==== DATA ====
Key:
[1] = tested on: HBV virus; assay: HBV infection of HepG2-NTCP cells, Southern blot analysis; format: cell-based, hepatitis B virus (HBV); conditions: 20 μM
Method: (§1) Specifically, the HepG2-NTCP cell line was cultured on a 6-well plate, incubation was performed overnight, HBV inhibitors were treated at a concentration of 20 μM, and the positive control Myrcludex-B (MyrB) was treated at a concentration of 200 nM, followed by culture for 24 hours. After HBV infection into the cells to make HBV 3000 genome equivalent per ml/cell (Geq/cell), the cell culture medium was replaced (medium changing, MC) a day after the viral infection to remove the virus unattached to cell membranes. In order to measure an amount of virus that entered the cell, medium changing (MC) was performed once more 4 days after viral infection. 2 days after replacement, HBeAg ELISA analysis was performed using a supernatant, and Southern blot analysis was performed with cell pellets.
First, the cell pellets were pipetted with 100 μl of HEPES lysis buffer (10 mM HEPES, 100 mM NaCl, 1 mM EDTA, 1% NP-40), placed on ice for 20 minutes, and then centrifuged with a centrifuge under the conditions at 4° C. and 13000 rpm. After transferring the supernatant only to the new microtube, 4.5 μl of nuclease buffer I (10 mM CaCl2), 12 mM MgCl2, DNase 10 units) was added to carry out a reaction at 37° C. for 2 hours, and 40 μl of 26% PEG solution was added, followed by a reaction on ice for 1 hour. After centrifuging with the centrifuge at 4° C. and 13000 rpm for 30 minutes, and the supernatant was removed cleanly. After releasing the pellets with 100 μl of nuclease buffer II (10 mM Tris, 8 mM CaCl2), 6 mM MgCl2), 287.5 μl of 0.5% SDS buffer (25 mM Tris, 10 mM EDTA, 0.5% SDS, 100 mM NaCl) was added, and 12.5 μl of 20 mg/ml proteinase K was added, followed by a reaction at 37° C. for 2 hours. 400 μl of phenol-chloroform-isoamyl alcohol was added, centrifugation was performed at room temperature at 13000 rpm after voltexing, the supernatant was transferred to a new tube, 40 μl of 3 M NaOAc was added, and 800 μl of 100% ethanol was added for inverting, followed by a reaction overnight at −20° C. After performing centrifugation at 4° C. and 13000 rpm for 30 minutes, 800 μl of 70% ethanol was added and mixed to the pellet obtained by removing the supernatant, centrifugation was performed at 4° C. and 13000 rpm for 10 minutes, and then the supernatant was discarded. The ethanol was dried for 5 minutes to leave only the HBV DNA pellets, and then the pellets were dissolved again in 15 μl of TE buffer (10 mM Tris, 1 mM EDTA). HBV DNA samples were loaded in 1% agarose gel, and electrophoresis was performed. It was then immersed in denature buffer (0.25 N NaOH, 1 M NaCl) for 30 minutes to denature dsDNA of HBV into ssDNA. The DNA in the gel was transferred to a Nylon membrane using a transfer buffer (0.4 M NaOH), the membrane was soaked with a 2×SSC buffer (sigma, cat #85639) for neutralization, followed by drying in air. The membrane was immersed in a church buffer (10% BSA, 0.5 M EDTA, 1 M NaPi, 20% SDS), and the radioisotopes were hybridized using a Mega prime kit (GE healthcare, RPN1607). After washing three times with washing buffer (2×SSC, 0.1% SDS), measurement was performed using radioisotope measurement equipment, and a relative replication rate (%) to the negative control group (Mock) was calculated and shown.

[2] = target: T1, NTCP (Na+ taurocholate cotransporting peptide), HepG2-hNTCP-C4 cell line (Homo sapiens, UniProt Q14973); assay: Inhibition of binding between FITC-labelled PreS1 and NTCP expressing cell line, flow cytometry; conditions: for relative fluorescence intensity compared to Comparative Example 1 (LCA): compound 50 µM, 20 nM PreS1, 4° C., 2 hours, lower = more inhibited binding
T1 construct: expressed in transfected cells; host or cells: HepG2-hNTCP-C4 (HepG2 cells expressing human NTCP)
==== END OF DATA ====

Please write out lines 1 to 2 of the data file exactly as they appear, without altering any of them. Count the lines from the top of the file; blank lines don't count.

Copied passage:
Key:
[1] = tested on: HBV virus; assay: HBV infection of HepG2-NTCP cells, Southern blot analysis; format: cell-based, hepatitis B virus (HBV); conditions: 20 μM